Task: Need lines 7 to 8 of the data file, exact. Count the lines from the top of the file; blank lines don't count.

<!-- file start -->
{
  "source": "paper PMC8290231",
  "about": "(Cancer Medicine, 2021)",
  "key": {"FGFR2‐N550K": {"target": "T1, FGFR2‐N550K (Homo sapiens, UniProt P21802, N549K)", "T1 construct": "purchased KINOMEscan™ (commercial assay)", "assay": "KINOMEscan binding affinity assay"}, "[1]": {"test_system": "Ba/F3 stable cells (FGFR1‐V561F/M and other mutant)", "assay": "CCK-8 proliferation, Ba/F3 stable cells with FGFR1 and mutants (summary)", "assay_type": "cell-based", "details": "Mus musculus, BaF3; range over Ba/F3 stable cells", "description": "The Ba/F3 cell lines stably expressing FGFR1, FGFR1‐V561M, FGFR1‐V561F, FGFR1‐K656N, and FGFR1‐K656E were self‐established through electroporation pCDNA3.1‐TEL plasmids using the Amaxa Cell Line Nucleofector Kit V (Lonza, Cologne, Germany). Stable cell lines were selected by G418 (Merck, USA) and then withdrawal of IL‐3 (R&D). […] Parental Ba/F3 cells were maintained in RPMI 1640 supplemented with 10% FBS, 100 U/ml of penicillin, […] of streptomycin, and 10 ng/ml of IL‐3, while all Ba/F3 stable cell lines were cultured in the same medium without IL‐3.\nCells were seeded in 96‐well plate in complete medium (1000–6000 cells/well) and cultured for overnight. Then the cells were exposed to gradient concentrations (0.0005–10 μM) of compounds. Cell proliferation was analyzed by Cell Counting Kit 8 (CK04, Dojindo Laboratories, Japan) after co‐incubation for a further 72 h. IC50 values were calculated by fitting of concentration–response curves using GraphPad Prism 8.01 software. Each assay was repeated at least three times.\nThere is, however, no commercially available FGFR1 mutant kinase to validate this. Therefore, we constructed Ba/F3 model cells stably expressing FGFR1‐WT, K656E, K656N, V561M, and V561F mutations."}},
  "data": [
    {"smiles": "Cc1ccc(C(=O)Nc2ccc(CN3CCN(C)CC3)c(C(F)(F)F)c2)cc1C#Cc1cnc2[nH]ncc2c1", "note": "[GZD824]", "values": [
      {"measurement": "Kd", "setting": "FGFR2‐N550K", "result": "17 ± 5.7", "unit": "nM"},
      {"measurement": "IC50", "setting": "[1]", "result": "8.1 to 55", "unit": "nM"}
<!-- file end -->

      {"measurement": "Kd", "setting": "FGFR2‐N550K", "result": "17 ± 5.7", "unit": "nM"},
      {"measurement": "IC50", "setting": "[1]", "result": "8.1 to 55", "unit": "nM"}